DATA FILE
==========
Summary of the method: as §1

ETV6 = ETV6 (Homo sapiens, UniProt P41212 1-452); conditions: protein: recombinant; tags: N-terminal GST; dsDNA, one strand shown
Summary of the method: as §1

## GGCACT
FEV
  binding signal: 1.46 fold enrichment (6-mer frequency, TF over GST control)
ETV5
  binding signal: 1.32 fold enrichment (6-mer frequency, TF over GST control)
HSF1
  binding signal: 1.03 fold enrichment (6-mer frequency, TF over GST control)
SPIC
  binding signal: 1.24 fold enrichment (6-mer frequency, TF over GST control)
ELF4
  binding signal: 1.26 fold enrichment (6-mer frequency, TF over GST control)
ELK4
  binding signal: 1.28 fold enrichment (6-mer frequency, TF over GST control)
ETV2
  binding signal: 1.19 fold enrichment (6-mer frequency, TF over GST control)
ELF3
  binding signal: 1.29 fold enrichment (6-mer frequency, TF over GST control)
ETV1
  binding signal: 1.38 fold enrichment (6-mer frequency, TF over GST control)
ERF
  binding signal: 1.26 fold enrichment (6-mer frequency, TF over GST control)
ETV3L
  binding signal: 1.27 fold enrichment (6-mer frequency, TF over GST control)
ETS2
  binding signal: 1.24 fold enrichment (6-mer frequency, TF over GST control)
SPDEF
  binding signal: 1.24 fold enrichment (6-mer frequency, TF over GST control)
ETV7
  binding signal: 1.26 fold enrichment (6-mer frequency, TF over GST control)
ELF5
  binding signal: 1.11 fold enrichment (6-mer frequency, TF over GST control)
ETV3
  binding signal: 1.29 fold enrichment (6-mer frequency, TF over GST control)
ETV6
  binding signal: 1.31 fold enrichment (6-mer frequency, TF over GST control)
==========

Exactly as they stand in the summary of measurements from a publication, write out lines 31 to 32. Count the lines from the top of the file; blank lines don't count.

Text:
ETV7
  binding signal: 1.26 fold enrichment (6-mer frequency, TF over GST control)